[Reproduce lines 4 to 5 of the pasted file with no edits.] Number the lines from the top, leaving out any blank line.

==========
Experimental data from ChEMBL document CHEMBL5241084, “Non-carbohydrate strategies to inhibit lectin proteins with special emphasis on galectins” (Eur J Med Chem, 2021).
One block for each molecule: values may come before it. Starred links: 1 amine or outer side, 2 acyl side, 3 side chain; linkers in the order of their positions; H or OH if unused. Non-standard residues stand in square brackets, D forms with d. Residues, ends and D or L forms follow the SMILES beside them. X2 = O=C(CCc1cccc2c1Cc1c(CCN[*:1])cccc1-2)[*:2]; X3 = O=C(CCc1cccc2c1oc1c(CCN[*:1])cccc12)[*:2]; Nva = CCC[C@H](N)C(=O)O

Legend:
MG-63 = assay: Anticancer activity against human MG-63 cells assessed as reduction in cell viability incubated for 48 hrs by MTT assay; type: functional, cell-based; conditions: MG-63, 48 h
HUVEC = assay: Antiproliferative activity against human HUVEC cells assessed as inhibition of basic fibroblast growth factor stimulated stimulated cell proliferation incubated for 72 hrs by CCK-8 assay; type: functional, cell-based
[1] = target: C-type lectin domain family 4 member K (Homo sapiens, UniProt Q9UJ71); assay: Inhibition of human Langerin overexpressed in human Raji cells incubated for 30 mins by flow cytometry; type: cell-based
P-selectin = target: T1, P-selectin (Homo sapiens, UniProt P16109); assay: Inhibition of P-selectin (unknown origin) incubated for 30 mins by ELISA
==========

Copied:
MG-63 = assay: Anticancer activity against human MG-63 cells assessed as reduction in cell viability incubated for 48 hrs by MTT assay; type: functional, cell-based; conditions: MG-63, 48 h
HUVEC = assay: Antiproliferative activity against human HUVEC cells assessed as inhibition of basic fibroblast growth factor stimulated stimulated cell proliferation incubated for 72 hrs by CCK-8 assay; type: functional, cell-based